Robin Lee, PhD, MPH
Branch Chief, Applied Sciences Branch, Division of Injury Prevention
Areas of Expertise
- Aging and health
- Drowning prevention
- Older adult mobility
- Older adult falls
- Traumatic Brain Injury
Robin Lee, PhD, MPH, leads the Applied Sciences Branch (ASB) in the National Center for Injury Prevention and Control’s Division of Injury Prevention. ASB conducts surveillance, behavioral, and epidemiologic research to address unintentional and self-directed injuries, with a focus on the evaluation of trends and the assessment of environmental, social, behavioral, and other risk and protective factors, as well as the development and evaluation of intervention activities. The branch provides leadership, expert consultation, and technical assistance to federal, state, local, territorial, tribal, and non-governmental partners in addressing these injuries. Specific injury topics include suicide, traumatic brain injury, transportation safety, older adult falls, and drowning.
Dr. Lee’s contributions to the field of injury prevention include the development of the STEADI (Stopping Elderly Accidents, Deaths, and Injuries) initiative, which offers health care providers the tools and resources they need to integrate fall prevention into their clinical practice. STEADI also helps providers screen older patients for fall risk and assess their modifiable risk factors, while offering guidance on how to intervene to reduce patient risk using effective clinical interventions. Dr. Lee was integral in developing the Still Going Strong awareness campaign, which empowers older adults and their caregivers to take simple steps to reduce their risk of falls, motor vehicle crashes, and traumatic brain injuries to maintain their independence and age without injury.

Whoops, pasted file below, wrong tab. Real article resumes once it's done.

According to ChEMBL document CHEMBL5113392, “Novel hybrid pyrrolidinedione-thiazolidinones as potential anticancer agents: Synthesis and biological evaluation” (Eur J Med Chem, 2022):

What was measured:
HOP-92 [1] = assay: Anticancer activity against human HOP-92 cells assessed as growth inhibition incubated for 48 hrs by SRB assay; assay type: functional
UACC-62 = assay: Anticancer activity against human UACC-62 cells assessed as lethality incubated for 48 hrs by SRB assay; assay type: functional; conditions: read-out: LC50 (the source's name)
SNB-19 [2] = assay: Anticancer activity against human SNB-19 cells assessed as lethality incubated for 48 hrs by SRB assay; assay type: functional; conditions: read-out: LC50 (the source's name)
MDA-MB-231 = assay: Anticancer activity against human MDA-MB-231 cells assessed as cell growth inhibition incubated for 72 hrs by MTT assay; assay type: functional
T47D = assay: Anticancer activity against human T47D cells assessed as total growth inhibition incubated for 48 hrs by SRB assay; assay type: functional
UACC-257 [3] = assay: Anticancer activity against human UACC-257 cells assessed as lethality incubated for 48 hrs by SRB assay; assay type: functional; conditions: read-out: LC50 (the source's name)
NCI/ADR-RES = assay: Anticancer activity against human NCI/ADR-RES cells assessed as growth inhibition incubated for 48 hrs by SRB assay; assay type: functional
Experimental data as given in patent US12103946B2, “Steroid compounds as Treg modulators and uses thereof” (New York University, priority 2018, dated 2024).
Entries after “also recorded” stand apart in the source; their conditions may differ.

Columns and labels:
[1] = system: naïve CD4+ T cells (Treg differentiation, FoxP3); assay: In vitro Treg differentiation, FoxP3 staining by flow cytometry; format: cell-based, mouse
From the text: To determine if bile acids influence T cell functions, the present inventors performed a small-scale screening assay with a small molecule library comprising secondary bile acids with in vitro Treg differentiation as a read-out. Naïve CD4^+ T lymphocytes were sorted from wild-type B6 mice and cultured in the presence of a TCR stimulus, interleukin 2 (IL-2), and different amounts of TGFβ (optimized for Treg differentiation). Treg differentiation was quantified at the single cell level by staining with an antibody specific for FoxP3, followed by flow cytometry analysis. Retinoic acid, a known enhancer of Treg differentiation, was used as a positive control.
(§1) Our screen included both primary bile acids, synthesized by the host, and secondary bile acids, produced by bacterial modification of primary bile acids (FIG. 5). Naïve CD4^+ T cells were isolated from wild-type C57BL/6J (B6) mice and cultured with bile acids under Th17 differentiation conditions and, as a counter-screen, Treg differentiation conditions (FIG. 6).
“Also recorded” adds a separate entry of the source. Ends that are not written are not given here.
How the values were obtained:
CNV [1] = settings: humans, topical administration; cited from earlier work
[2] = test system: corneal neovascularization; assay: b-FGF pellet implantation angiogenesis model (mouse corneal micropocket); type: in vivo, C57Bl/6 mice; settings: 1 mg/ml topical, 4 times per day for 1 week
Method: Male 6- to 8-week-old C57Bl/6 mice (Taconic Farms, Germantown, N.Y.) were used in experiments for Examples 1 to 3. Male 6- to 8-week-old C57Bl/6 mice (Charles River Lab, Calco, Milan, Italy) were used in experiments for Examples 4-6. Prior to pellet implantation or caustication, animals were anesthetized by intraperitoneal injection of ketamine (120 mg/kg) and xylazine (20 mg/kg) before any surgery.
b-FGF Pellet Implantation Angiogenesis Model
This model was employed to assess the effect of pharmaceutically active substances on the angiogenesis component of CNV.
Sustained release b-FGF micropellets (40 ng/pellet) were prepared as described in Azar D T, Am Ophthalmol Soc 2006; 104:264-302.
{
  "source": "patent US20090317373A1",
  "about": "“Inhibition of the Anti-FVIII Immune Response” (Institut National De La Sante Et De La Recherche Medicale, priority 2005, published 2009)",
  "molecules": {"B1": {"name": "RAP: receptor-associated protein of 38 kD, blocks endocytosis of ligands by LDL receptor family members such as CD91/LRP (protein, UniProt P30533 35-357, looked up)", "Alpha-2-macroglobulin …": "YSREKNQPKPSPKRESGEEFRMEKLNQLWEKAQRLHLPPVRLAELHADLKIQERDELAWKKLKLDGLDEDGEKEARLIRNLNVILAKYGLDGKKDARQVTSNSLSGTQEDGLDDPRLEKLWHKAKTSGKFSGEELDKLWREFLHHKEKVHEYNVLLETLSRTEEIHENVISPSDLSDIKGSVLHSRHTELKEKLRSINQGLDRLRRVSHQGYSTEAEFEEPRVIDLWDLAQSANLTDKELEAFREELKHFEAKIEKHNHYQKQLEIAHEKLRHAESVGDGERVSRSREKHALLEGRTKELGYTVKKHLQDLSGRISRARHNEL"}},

Prior to joining NCIPC in 2012, Dr. Lee was the team lead for the Research Activities Team in the Division of Toxicology and Environmental Epidemiology, Environmental Epidemiology Branch at the Agency for Toxic Substances and Disease Registry (ATSDR). In this position, she managed and worked on several research and community-based health studies related to toxic substances, such as asbestos, arsenic, volatile organic compounds, dioxins, and mercury. From 2001 through 2003, she worked on food and water safety with CDC’s National Center for Environmental Health.
Dr. Lee is an epidemiologist with expertise in epidemiological methods. She has a Bachelor of Science degree in human biology, a Master of Public Health degree, and a doctorate in epidemiology from the State University of New York at Albany. She has coauthored more than 40 peer-reviewed publications, government reports, and book chapters and has received numerous awards for her work in public health service.